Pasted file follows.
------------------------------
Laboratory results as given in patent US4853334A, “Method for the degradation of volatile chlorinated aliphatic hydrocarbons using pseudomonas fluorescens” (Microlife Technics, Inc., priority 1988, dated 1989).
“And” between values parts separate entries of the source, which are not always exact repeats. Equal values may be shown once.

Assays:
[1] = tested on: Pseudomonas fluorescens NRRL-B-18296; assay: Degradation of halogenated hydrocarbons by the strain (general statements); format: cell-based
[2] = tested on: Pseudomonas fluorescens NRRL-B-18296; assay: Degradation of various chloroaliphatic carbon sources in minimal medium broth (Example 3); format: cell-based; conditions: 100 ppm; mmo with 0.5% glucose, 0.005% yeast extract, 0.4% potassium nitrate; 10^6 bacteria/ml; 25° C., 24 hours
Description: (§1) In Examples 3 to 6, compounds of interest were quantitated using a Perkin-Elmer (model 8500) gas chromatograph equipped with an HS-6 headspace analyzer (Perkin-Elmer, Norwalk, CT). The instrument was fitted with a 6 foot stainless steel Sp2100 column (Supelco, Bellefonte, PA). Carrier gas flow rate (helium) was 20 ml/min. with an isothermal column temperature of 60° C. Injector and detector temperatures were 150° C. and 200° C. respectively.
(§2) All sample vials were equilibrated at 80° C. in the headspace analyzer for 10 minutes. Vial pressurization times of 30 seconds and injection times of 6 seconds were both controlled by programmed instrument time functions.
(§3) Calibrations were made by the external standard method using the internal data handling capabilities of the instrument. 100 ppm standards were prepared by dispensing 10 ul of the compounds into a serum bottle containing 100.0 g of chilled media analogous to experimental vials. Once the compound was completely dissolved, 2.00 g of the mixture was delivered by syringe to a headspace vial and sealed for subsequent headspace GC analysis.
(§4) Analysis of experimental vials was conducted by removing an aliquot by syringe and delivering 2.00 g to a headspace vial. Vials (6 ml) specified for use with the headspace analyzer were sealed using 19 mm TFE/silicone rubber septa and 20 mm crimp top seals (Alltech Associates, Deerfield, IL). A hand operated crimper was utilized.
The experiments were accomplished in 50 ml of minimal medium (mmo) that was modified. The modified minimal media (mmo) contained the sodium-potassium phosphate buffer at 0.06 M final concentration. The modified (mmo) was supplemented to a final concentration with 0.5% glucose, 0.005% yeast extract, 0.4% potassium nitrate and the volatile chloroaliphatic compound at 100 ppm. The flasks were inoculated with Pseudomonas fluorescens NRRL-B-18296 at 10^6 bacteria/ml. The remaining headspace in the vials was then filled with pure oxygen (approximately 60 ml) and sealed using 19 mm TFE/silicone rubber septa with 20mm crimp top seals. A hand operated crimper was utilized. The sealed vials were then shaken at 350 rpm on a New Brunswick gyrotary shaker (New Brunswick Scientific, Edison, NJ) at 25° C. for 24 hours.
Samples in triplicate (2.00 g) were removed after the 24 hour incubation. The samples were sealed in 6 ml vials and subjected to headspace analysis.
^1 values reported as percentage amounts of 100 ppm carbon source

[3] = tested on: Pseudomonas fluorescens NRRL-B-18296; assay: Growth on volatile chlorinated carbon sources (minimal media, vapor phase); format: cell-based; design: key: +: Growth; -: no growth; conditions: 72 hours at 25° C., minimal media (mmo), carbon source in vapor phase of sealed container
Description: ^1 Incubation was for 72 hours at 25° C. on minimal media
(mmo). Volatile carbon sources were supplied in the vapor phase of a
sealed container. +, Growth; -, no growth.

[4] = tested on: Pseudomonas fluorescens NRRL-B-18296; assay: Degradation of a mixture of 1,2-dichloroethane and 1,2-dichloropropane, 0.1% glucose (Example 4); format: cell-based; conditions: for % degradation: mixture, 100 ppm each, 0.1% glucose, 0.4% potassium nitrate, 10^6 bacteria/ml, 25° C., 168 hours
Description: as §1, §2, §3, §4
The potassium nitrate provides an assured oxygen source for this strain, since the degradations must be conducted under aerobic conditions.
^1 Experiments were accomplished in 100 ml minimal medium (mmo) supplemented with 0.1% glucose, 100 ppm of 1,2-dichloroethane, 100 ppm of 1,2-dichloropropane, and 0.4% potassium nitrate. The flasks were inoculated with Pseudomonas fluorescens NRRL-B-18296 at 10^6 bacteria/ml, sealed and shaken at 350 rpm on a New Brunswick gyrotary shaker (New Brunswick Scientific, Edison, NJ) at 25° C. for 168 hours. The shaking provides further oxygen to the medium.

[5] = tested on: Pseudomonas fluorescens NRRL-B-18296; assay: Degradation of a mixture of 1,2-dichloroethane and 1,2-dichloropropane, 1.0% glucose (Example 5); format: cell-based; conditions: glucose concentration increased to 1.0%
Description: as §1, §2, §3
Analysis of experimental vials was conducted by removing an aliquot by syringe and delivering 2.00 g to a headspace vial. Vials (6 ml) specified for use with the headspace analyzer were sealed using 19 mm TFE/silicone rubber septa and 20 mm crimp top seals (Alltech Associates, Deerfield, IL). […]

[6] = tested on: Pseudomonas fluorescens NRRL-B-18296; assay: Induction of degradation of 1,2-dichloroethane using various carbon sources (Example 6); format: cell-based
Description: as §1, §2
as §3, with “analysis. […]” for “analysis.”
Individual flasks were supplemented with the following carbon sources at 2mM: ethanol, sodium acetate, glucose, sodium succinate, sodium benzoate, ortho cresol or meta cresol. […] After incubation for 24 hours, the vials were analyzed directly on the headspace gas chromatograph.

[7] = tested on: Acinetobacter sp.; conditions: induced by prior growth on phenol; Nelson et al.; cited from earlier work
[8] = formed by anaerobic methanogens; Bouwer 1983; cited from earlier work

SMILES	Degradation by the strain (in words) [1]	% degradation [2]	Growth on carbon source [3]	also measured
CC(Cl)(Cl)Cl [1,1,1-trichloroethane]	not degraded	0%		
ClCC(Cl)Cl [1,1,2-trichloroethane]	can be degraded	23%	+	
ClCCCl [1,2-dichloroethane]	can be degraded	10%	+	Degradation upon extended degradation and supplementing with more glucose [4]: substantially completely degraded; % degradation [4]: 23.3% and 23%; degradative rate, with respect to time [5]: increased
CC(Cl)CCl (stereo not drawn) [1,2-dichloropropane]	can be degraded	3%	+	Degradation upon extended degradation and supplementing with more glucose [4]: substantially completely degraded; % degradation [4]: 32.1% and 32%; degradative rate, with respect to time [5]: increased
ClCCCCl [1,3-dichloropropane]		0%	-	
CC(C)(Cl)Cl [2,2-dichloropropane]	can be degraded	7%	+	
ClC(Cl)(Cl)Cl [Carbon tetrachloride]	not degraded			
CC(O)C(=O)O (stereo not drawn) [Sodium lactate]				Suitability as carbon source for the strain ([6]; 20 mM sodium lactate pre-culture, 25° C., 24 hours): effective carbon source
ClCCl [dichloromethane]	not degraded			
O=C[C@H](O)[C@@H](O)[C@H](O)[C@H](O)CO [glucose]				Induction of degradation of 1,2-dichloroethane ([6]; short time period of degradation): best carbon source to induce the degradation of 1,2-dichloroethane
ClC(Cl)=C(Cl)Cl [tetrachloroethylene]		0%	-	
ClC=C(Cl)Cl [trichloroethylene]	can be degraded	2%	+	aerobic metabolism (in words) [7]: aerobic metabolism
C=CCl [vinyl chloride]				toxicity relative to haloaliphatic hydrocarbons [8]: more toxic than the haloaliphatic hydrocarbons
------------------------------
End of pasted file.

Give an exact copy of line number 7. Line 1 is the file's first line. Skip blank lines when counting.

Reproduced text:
(§2) All sample vials were equilibrated at 80° C. in the headspace analyzer for 10 minutes. Vial pressurization times of 30 seconds and injection times of 6 seconds were both controlled by programmed instrument time functions.